Saturn both rules Aquarius and is aspecting the Sun and Moon here (from sidereal Sagittarius) at the time of this New Moon. Saturn brings to us awareness of the long term and the bigger picture, and through this masculine or active sign, compels us to make commitments and offerings to something greater than ourselves and our momentary happiness. This is a great month to consider a new way that you may be of service to your community or to society.
The New Moon cycle begins with the Sun and Moon in the Vedic nakshatra called Purva Bhadrapada, the former “lucky footed one.” This nakshatra bridges Aquarius and Pisces and is often represented by a funeral cot, symbolizing the transition from life into death, or ultimate liberation. It is ruled by Aja Epakada, the one-footed goat who is often associated with the image of Lord Shiva as Nataraj dancing on one foot, a fitting image for Maha Shivaratri.
Nodes Are Changing Signs!
With a mean node calculation, Rahu and Ketu will transit into Gemini-Sagittarius on March 6th. (Under a true node calculation, they will not change signs until March 23rd; See Technicalities: Mean vs. True Node section below if you want a little more info about nodal calculations.) Regardless of the calculation used, March is a month of transition for the nodal energy. With the nodes in Cancer-Capricorn for the last year-and-a-half, we collectively felt a dichotomy between listening to the heart and following our emotions, against doing what is practical and responsible in an earthly way. It was a chance to balance these two things as well, learning to create a harmony between the practical and the emotional.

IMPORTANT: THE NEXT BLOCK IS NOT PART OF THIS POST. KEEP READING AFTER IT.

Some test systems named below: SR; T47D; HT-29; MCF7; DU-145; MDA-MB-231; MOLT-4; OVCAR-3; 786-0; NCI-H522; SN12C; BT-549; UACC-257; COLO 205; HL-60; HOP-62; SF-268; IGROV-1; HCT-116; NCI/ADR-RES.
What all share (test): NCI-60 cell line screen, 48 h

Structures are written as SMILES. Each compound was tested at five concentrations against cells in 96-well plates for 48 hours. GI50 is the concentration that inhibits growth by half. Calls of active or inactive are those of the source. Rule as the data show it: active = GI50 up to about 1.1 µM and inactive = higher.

Throughout the coming transit of Rahu and Ketu through Gemini and Sagittarius, we will be feeling a polarization between curiosity, fact-finding and learning in an intellectual way, versus taking actions based on our principles and beliefs. Sometimes the intellectual mind does not agree with our fiery passions. This transit will be a time to learn to balance the two. With opinionated Sagittarius on one side, and communicative yet flexible Gemini on the other side, we may learn new ways to communicate and interact with those who oppose us in ideas, stepping into another’s shoes while still maintaining and honoring our personal beliefs and philosophy.
For each natal rising sign, this coming transit will affect a particular axis of learning in your life. You will be more able to see and work with some of your blind spots in these areas throughout the coming year-and-a-half long nodal transit. These things will especially surface around the bi-annual pairs of eclipses (coming this year in July and December).
Mercury stations and begins apparent retrograde motion on March 5th, the day before the New Moon. He is also currently debilitated in sidereal Pisces, so this time period could have us a bit mixed up around some details, and possibly challenged with communication and accuracy. He’ll retrograde back into Aquarius on March 14th, before returning to direct motion on the 28th.